In common with other cyclostomata, the Japanese river lamprey (Lampetra japonica) has a retina consisting of distinct types of photoreceptor cells called long and short photoreceptor cells. After freeze-fracture, disc membranes of these photoreceptor cells were characterized in common by a homogeneous distribution of intramembrane particles on the protoplasmic fracture faces, in contrast to those of the myeloid bodies bearing scattering particles. Immunofluorescent examination was applied to the retina with monoclonal antibodies raised against bovine and chicken rhodopsins. Positive immunoreactivity was found to be limited to outer segments of the short cell, leaving the entire body of the long cell and all other components of the retina negative. The results suggest that the short cell is more closely related to a rod-type photoreceptor cell characterized by rhodopsin as its visual pigment.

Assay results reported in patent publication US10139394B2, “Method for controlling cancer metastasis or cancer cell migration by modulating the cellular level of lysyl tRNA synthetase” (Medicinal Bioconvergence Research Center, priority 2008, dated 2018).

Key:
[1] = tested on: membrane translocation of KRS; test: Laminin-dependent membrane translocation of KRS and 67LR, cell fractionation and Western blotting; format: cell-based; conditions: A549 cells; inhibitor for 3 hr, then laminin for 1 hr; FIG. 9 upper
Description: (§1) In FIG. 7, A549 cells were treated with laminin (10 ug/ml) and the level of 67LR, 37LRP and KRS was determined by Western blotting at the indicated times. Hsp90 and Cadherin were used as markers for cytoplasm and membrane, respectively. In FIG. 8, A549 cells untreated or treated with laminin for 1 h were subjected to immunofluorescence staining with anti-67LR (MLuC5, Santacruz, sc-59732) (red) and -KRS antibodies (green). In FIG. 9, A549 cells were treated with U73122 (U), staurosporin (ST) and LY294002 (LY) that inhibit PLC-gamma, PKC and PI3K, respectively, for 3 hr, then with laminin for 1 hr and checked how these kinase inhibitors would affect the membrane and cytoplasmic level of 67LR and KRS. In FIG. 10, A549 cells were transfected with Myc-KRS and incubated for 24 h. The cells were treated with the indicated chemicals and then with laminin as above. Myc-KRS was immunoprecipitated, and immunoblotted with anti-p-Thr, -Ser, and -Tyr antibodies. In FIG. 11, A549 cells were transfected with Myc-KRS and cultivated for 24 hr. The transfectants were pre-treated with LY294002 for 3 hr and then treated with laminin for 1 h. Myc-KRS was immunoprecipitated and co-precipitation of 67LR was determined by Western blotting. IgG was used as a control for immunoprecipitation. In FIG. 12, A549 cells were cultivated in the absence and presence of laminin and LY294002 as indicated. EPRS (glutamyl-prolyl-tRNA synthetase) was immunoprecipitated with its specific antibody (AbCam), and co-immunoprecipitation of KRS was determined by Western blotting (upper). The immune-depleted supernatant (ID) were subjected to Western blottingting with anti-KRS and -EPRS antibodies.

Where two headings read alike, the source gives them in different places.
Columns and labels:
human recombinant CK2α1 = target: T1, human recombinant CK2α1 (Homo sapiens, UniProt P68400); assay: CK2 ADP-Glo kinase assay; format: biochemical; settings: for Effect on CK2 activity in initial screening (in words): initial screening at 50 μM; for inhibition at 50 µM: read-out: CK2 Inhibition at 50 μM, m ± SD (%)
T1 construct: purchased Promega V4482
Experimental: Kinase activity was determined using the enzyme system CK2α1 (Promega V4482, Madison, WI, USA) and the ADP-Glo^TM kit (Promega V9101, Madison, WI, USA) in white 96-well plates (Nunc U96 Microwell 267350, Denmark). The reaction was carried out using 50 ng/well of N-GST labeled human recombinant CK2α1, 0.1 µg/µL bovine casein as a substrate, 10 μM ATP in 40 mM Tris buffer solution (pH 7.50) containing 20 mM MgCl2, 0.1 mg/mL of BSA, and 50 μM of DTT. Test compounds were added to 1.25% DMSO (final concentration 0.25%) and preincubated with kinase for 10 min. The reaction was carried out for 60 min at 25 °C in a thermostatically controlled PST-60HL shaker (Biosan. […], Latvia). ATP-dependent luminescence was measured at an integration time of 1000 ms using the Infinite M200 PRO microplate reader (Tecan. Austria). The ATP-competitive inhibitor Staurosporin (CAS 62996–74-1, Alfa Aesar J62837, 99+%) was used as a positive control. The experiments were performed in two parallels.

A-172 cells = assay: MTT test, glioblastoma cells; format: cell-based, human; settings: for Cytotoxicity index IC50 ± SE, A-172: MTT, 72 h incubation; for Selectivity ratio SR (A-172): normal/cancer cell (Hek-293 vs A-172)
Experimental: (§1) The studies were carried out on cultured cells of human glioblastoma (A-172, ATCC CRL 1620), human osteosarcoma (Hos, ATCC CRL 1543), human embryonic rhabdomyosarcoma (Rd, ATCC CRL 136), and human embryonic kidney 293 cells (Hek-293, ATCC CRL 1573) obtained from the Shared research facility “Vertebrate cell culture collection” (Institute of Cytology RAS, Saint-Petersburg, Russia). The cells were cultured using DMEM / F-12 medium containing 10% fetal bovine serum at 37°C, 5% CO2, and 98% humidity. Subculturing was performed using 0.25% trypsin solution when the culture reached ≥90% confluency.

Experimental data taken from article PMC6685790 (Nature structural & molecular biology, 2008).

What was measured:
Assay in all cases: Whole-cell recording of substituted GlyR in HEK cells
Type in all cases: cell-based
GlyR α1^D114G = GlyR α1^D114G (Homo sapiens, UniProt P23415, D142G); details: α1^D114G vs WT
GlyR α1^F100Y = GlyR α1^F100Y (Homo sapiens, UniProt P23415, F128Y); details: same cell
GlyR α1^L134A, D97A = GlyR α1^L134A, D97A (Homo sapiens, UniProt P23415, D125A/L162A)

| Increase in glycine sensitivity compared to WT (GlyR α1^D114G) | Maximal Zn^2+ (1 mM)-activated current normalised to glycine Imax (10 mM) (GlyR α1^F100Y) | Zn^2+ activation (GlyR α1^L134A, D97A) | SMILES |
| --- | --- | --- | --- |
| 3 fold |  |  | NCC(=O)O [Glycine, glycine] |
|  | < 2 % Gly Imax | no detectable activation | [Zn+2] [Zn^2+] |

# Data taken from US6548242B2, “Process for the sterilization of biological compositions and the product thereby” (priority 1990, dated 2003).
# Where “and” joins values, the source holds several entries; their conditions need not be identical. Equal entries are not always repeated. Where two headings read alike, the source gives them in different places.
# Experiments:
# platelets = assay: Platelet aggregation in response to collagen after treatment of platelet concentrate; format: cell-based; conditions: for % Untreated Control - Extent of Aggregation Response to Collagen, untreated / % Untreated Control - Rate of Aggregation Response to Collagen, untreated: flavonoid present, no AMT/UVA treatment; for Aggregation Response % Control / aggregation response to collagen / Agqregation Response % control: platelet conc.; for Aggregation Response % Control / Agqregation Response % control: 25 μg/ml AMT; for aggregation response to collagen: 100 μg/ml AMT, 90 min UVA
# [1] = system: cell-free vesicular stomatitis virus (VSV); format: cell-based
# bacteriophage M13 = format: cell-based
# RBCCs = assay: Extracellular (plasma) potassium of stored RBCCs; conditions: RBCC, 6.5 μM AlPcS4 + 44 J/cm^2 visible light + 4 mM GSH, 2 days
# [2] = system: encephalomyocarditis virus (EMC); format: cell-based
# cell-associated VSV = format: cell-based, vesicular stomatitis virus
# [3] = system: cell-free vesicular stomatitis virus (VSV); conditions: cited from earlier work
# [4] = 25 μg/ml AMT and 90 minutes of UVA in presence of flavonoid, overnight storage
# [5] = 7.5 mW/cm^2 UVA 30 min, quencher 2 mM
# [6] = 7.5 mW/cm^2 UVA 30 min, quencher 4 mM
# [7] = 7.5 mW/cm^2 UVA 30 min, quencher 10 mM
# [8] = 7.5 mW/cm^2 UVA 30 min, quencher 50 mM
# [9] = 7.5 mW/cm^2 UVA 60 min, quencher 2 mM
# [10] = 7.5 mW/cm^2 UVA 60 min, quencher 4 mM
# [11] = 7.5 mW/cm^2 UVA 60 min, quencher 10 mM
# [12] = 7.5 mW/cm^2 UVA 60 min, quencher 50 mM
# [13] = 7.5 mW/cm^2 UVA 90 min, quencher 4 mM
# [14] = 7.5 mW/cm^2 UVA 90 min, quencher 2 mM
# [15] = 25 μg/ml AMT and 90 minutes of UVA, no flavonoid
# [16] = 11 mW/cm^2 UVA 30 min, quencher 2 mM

- Lampetra japonica
- Photoreceptor cells
ASJC Scopus subject areas
- Pathology and Forensic Medicine
- Cell Biology